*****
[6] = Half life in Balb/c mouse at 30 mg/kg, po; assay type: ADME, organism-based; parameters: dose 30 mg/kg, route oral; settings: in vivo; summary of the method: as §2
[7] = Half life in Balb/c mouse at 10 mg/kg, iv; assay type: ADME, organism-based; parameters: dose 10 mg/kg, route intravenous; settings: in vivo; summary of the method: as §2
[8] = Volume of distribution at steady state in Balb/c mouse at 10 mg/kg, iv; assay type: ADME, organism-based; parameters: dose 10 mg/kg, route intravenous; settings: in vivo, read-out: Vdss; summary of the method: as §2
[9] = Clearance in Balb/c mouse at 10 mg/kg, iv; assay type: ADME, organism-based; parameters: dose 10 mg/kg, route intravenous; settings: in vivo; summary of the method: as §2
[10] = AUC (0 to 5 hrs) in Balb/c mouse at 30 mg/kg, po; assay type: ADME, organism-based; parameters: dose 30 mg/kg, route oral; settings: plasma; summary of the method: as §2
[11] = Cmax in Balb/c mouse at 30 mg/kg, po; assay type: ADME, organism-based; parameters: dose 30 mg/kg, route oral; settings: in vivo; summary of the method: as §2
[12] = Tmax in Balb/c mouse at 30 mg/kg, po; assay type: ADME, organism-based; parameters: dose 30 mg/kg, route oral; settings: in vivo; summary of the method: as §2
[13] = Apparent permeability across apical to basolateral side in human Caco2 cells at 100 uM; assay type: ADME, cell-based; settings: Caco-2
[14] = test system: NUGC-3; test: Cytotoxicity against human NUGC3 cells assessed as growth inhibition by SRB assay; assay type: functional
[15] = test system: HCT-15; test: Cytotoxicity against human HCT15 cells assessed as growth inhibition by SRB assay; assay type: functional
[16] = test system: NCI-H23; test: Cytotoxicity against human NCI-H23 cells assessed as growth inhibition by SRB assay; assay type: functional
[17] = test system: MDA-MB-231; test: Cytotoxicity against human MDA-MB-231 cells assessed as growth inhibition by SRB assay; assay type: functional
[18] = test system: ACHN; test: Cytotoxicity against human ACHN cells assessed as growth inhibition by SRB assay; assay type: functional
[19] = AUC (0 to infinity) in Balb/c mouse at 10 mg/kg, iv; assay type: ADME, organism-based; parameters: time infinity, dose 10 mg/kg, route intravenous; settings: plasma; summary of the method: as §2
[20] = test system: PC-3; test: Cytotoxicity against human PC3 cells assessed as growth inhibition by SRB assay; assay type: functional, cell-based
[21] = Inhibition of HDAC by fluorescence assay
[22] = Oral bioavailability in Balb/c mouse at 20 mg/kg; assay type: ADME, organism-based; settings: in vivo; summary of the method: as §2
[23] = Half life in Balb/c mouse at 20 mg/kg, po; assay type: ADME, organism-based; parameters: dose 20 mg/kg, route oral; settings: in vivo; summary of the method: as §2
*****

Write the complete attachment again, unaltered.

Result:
[6] = Half life in Balb/c mouse at 30 mg/kg, po; assay type: ADME, organism-based; parameters: dose 30 mg/kg, route oral; settings: in vivo; summary of the method: as §2
[7] = Half life in Balb/c mouse at 10 mg/kg, iv; assay type: ADME, organism-based; parameters: dose 10 mg/kg, route intravenous; settings: in vivo; summary of the method: as §2
[8] = Volume of distribution at steady state in Balb/c mouse at 10 mg/kg, iv; assay type: ADME, organism-based; parameters: dose 10 mg/kg, route intravenous; settings: in vivo, read-out: Vdss; summary of the method: as §2
[9] = Clearance in Balb/c mouse at 10 mg/kg, iv; assay type: ADME, organism-based; parameters: dose 10 mg/kg, route intravenous; settings: in vivo; summary of the method: as §2
[10] = AUC (0 to 5 hrs) in Balb/c mouse at 30 mg/kg, po; assay type: ADME, organism-based; parameters: dose 30 mg/kg, route oral; settings: plasma; summary of the method: as §2
[11] = Cmax in Balb/c mouse at 30 mg/kg, po; assay type: ADME, organism-based; parameters: dose 30 mg/kg, route oral; settings: in vivo; summary of the method: as §2
[12] = Tmax in Balb/c mouse at 30 mg/kg, po; assay type: ADME, organism-based; parameters: dose 30 mg/kg, route oral; settings: in vivo; summary of the method: as §2
[13] = Apparent permeability across apical to basolateral side in human Caco2 cells at 100 uM; assay type: ADME, cell-based; settings: Caco-2
[14] = test system: NUGC-3; test: Cytotoxicity against human NUGC3 cells assessed as growth inhibition by SRB assay; assay type: functional
[15] = test system: HCT-15; test: Cytotoxicity against human HCT15 cells assessed as growth inhibition by SRB assay; assay type: functional
[16] = test system: NCI-H23; test: Cytotoxicity against human NCI-H23 cells assessed as growth inhibition by SRB assay; assay type: functional
[17] = test system: MDA-MB-231; test: Cytotoxicity against human MDA-MB-231 cells assessed as growth inhibition by SRB assay; assay type: functional
[18] = test system: ACHN; test: Cytotoxicity against human ACHN cells assessed as growth inhibition by SRB assay; assay type: functional
[19] = AUC (0 to infinity) in Balb/c mouse at 10 mg/kg, iv; assay type: ADME, organism-based; parameters: time infinity, dose 10 mg/kg, route intravenous; settings: plasma; summary of the method: as §2
[20] = test system: PC-3; test: Cytotoxicity against human PC3 cells assessed as growth inhibition by SRB assay; assay type: functional, cell-based
[21] = Inhibition of HDAC by fluorescence assay
[22] = Oral bioavailability in Balb/c mouse at 20 mg/kg; assay type: ADME, organism-based; settings: in vivo; summary of the method: as §2
[23] = Half life in Balb/c mouse at 20 mg/kg, po; assay type: ADME, organism-based; parameters: dose 20 mg/kg, route oral; settings: in vivo; summary of the method: as §2